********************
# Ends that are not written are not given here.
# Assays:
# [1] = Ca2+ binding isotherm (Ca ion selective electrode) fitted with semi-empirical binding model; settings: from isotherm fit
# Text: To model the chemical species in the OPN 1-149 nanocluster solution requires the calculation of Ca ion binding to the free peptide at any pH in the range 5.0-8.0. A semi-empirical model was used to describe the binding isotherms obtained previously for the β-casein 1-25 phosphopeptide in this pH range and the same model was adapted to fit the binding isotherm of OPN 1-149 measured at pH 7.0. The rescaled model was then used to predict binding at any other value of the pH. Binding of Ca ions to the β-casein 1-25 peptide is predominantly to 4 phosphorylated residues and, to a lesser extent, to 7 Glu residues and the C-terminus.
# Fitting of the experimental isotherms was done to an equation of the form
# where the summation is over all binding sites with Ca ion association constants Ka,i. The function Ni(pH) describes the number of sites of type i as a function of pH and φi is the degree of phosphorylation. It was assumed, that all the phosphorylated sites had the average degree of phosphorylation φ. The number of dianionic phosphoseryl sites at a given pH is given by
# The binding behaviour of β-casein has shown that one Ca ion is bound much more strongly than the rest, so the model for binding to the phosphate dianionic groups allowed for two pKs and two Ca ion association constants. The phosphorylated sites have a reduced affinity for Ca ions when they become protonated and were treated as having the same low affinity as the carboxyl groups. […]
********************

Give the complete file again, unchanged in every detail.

# Ends that are not written are not given here.
# Assays:
# [1] = Ca2+ binding isotherm (Ca ion selective electrode) fitted with semi-empirical binding model; settings: from isotherm fit
# Text: To model the chemical species in the OPN 1-149 nanocluster solution requires the calculation of Ca ion binding to the free peptide at any pH in the range 5.0-8.0. A semi-empirical model was used to describe the binding isotherms obtained previously for the β-casein 1-25 phosphopeptide in this pH range and the same model was adapted to fit the binding isotherm of OPN 1-149 measured at pH 7.0. The rescaled model was then used to predict binding at any other value of the pH. Binding of Ca ions to the β-casein 1-25 peptide is predominantly to 4 phosphorylated residues and, to a lesser extent, to 7 Glu residues and the C-terminus.
# Fitting of the experimental isotherms was done to an equation of the form
# where the summation is over all binding sites with Ca ion association constants Ka,i. The function Ni(pH) describes the number of sites of type i as a function of pH and φi is the degree of phosphorylation. It was assumed, that all the phosphorylated sites had the average degree of phosphorylation φ. The number of dianionic phosphoseryl sites at a given pH is given by
# The binding behaviour of β-casein has shown that one Ca ion is bound much more strongly than the rest, so the model for binding to the phosphate dianionic groups allowed for two pKs and two Ca ion association constants. The phosphorylated sites have a reduced affinity for Ca ions when they become protonated and were treated as having the same low affinity as the carboxyl groups. […]